If you are using Tivo with your dish, then I believe you run the dish through the Tivo then the Tivo to the AVR. It'll be the same way you hook it up to the TV, just that you'll hook it up to your AVR instead.
 

gregates

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I have a brand new Samsung 55" with ZERO audio out ports. I solved it with an 4 x 1 HDMI switcher box that has a SEPARATE audio out feature (either digital coax/digital optical/or red/white analog outputs).

So I have three HDMI inputs (1) cable box (2) DVD (3) "smart TV" Sony box. And there is still an extra HDMI input on the front panel for my son's XBox. I use the HDMI output to got to my TV. I use a digital coax to go to my Bose sound system. The switcher box in a Monoprice 5557. Here is a link if you want to see it. It works great!

http://www.monoprice.com/Product/?c_id=101&cp_id=10110&cs_id=1011002&p_id=5557
 

gregates

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littlelamb

Glad my post worked for you. I am very pleased with the HDMI switcher box I recommended. I like the choice of Digital Coax, Digital Optical or Analog red/white. Some HDMI switcher boxes have zero extra audio "outs" or only Analog red/white (through various plugs or mini plugs. This HDMI swither box gives you a choice of three.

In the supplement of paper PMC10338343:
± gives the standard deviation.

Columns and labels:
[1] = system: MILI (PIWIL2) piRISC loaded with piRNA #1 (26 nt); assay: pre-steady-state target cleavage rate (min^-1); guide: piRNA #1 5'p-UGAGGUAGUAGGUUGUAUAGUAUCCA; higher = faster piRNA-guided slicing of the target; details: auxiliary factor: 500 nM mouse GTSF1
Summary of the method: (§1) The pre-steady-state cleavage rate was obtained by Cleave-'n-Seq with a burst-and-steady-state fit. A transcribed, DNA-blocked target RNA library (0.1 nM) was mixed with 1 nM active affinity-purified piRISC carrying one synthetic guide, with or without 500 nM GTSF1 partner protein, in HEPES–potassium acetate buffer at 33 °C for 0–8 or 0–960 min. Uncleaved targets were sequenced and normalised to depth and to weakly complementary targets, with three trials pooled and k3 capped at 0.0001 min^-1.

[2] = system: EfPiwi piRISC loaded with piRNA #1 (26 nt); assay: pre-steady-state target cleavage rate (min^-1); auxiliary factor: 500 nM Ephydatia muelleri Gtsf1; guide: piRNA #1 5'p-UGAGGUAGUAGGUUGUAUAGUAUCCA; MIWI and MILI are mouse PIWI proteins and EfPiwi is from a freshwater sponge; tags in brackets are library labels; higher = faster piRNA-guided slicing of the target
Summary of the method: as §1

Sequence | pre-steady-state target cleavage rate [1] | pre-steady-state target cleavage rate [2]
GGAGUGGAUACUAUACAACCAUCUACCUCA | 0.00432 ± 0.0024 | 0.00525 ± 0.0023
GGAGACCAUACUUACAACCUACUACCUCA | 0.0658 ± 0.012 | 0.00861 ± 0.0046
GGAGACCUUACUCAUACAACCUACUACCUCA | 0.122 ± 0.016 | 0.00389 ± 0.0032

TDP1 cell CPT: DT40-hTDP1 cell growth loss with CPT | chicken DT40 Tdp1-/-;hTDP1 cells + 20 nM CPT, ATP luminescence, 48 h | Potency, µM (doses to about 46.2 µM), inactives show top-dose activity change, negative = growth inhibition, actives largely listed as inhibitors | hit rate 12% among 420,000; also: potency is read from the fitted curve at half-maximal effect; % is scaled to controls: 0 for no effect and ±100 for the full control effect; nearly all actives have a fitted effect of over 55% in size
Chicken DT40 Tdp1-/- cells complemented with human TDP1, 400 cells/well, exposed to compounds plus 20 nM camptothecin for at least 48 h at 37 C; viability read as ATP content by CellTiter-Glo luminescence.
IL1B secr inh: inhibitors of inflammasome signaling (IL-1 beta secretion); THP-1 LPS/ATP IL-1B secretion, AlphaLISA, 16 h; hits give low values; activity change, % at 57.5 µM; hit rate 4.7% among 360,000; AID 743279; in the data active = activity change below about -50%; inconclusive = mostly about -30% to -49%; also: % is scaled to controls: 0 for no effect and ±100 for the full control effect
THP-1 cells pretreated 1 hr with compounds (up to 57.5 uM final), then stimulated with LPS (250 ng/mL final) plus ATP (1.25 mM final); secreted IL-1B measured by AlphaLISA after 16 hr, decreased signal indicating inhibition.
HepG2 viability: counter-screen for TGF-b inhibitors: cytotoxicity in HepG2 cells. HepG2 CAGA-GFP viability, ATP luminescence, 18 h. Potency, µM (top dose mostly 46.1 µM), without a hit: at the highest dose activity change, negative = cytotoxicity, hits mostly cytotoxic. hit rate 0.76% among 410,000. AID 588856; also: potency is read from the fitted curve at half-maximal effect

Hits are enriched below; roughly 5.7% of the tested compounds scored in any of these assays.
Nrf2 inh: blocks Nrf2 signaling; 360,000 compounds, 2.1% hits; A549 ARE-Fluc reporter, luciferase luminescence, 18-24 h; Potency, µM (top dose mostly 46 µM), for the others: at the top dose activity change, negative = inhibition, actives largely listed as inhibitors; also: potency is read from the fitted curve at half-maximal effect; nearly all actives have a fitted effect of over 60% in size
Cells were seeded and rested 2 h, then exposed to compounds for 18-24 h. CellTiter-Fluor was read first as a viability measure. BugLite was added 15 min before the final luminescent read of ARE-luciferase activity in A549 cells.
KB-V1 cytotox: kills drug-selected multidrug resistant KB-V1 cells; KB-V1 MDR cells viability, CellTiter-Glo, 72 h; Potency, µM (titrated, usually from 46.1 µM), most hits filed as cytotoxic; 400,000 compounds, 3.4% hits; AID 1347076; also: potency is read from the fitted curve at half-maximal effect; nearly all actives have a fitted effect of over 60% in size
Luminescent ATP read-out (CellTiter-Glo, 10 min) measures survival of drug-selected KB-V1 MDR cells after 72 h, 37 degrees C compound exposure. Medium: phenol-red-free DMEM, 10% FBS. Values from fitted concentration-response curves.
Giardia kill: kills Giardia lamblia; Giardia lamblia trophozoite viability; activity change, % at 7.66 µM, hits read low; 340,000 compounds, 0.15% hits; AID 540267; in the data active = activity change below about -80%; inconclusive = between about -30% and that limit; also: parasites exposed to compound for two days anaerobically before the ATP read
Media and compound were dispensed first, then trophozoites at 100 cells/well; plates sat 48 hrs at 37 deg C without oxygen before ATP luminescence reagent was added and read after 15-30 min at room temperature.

Glad it worked out for you! Enjoy!

Warmest regards

Greg
From Beautiful Oregon
 

Hogan_713

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Thanks for the great advice gregates. I think I'm in the same pickle as you but I want to make sure before I pick up this HDMI switcher. I have a new Samsung UN55FH6003FXZA, a 55" LED tv with no audio outputs OR arc HDMI. Everyone is saying there's no way on earth to get a soundbar, which I've already purchased from Samsung, to work with this TV. You're saying that plugging all of my appliances (PS3, Xbox 360, DirecTv Genie) into the HDMI inputs on the switcher, then plugging the HDMI output from the switcher into the TV and the Optical Audio output from the switcher to my Samsung soundbar would make the soundbar play the audio and pass the video to the TV? If this is true I bow at your feet!

 

gregates

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If this is true I bow at your feet!
ABSOLUTELY it will work.

No bowing necessary. A couple of "we're not worthy's" will work!

Seriously it works great. You just turn down the TV's speakers to zero, then use the remote for your sound bar. Takes about 10 minutes max to hook up.